Tell your physician about any significant illnesses or conditions, including:
Hydrocodone, guaifenesin and phenylephrine polydrugs can make you feel dizzy or drowsy. Do not operate a motor vehicle or large machinery until you know how this medication affects you. Alcohol and some medications may enhance this effect.
Hydrocodone may be habit forming. Do not take higher doses than prescribed or use this medication more frequently than recommended to reduce your risk for developing a drug habit. Contact the prescribing physician if this medication stops working for you; this could be a sign that you are developing a tolerance to hydrocodone. Do not take extra medicine in an effort to relieve your symptoms.
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The FDA classifies hydrocodone, guaifenesin and phenylephrine as a pregnancy Category C, which means scientists have not yet established if taking this medication during pregnancy will cause harm to the unborn child. Tell the prescribing physician if you are pregnant or plan to become pregnant while taking hydrocodone, guaifenesin and phenylephrine polydrugs. Call your doctor immediately if you become pregnant while taking this medication. Some components of hydrocodone, guaifenesin and phenylephrine polydrugs pass into breast milk; do not breast-feed a baby while taking this drug.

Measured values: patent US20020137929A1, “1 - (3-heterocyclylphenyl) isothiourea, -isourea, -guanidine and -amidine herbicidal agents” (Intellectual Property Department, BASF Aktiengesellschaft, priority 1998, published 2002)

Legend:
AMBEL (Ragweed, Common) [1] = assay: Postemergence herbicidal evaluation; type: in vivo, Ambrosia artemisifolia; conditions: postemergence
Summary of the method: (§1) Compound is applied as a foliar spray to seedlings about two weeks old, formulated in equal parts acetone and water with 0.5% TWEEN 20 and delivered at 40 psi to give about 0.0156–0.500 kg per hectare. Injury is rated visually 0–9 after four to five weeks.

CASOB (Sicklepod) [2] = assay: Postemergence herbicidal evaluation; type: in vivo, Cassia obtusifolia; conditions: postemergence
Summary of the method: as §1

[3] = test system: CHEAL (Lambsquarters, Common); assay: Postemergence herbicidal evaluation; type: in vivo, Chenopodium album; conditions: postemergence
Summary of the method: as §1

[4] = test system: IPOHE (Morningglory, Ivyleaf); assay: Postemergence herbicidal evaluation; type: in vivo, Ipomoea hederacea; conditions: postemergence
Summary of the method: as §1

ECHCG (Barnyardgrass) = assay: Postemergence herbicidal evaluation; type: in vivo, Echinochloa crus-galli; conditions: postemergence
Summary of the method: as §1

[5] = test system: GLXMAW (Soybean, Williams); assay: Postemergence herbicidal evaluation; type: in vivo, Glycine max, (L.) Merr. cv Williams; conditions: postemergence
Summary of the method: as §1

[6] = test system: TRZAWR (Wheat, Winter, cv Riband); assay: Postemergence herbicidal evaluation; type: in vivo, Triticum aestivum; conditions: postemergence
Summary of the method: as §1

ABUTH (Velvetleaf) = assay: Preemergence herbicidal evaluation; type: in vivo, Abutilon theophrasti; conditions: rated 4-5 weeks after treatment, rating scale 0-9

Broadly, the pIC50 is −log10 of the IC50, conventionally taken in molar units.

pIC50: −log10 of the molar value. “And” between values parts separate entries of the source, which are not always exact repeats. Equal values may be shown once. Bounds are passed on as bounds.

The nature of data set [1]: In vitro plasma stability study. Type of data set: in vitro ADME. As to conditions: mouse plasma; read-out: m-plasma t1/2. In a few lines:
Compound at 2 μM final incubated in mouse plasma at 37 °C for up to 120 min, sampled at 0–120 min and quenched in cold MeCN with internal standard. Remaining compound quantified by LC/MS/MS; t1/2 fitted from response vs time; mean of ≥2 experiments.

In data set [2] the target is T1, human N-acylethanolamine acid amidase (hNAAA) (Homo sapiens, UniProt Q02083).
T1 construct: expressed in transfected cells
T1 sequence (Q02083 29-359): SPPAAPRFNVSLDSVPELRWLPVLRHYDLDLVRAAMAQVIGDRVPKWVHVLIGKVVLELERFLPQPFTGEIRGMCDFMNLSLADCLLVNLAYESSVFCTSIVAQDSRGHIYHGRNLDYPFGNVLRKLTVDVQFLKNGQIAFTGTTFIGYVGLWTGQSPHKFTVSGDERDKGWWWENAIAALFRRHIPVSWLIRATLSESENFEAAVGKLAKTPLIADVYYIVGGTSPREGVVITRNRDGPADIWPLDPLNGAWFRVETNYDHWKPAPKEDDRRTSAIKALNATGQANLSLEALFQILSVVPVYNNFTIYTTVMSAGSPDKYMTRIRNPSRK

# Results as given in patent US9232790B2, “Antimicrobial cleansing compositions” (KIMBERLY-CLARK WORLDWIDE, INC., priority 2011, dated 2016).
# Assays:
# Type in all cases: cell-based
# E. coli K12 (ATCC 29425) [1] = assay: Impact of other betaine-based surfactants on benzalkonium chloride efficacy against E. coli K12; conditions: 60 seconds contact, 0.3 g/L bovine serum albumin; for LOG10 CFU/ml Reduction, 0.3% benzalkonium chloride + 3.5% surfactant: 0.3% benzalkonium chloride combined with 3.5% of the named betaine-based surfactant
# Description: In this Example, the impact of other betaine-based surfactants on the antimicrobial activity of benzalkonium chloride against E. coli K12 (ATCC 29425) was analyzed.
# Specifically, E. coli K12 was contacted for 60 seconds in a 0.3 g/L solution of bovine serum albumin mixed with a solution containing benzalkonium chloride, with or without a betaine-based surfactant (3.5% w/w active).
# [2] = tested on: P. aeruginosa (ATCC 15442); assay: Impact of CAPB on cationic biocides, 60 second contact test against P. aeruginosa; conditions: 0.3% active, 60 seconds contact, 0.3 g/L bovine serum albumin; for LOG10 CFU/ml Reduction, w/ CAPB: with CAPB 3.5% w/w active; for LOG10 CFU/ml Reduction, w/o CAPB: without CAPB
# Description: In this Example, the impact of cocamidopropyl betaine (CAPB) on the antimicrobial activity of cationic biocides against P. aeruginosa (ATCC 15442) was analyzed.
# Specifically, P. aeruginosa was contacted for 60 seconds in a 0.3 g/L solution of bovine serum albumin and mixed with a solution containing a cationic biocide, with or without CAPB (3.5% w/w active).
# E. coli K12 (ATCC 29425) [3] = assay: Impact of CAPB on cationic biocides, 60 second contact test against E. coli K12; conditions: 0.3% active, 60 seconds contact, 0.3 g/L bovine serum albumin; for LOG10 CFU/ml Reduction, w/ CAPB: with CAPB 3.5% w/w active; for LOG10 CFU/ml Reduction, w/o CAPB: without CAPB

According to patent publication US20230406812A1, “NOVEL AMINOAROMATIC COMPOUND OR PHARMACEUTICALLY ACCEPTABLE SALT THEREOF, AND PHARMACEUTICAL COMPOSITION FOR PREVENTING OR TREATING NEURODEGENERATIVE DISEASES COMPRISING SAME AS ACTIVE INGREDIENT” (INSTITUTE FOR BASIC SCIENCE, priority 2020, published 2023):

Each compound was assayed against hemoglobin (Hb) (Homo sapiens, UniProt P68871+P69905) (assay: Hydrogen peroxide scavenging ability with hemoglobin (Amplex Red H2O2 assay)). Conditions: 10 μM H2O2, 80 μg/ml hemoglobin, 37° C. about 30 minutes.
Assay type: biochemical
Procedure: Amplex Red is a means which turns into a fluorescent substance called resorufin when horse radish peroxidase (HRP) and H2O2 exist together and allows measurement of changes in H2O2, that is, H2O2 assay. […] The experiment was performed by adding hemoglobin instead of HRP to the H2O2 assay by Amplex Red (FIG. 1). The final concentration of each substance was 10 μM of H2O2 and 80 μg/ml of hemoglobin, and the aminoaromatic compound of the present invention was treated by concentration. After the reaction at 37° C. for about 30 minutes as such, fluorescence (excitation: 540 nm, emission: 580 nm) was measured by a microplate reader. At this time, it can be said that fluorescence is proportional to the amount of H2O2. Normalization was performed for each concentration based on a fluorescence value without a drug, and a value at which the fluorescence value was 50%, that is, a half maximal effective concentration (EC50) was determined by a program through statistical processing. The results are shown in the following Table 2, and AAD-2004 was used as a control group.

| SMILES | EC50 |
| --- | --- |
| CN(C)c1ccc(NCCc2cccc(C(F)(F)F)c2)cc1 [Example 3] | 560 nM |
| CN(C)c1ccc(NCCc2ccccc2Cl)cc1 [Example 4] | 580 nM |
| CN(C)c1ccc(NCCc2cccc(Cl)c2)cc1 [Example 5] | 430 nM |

You may experience flu-like symptoms if you stop taking this drug abruptly, especially if you have been taking high doses of hydrocodone, guaifenesin and phenylephrine or using this drug for a long time. To avoid unpleasant withdrawal symptoms, take successively smaller doses increasingly further apart. Talk with your doctor if withdrawal symptoms prevent you from quitting this drug.
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Do not take hydrocodone, guaifenesin and phenylephrine preparations if you have taken an MAO inhibitor within the previous 14 days. Taking this medication while an MAO inhibitor is still in your system may cause an unsafe, potentially fatal, drug interaction. Do not take hydrocodone, guaifenesin and phenylephrine polydrugs if you are taking sodium oxybate, otherwise known as GHB.